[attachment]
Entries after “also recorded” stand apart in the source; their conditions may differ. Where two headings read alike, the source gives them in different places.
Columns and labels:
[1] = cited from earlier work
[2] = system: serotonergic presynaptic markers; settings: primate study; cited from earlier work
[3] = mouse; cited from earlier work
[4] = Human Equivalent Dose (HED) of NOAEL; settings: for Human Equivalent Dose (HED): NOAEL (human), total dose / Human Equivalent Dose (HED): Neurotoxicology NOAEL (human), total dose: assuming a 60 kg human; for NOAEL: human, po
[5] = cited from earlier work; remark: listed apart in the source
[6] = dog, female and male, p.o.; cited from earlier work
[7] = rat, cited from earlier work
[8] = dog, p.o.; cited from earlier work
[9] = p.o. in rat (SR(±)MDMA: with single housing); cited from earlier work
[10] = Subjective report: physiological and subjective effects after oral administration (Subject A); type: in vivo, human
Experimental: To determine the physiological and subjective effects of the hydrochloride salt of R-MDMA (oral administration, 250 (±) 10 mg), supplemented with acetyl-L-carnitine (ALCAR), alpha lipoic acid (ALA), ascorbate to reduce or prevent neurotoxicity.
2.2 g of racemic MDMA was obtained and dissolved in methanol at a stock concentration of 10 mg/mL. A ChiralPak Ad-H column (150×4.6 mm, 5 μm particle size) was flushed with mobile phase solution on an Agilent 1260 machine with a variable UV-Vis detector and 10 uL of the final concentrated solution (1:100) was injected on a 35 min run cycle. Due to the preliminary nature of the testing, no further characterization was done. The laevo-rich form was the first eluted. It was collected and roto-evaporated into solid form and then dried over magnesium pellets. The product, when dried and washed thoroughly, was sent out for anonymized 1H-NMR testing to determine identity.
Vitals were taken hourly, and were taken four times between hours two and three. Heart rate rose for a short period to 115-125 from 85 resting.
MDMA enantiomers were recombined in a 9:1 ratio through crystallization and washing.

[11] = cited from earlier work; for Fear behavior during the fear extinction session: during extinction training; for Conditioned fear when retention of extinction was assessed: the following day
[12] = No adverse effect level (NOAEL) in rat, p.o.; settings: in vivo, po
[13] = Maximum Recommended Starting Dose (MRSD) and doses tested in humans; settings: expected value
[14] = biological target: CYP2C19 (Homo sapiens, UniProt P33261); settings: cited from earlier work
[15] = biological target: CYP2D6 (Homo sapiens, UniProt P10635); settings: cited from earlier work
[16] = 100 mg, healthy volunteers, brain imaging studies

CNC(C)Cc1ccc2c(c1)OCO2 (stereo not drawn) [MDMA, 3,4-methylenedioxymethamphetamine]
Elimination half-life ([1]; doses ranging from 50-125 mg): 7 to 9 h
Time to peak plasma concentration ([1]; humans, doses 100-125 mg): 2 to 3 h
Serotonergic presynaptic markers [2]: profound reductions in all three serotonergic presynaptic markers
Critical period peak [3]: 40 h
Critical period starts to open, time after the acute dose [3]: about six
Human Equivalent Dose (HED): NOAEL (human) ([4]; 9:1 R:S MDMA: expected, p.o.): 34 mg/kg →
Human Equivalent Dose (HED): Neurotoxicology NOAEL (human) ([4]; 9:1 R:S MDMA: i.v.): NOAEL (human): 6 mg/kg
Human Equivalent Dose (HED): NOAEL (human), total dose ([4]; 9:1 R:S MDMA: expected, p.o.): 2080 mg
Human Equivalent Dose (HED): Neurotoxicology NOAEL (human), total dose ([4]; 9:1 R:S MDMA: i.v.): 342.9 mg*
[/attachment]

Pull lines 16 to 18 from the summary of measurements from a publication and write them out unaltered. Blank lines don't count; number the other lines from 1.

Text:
MDMA enantiomers were recombined in a 9:1 ratio through crystallization and washing.

[11] = cited from earlier work; for Fear behavior during the fear extinction session: during extinction training; for Conditioned fear when retention of extinction was assessed: the following day
[12] = No adverse effect level (NOAEL) in rat, p.o.; settings: in vivo, po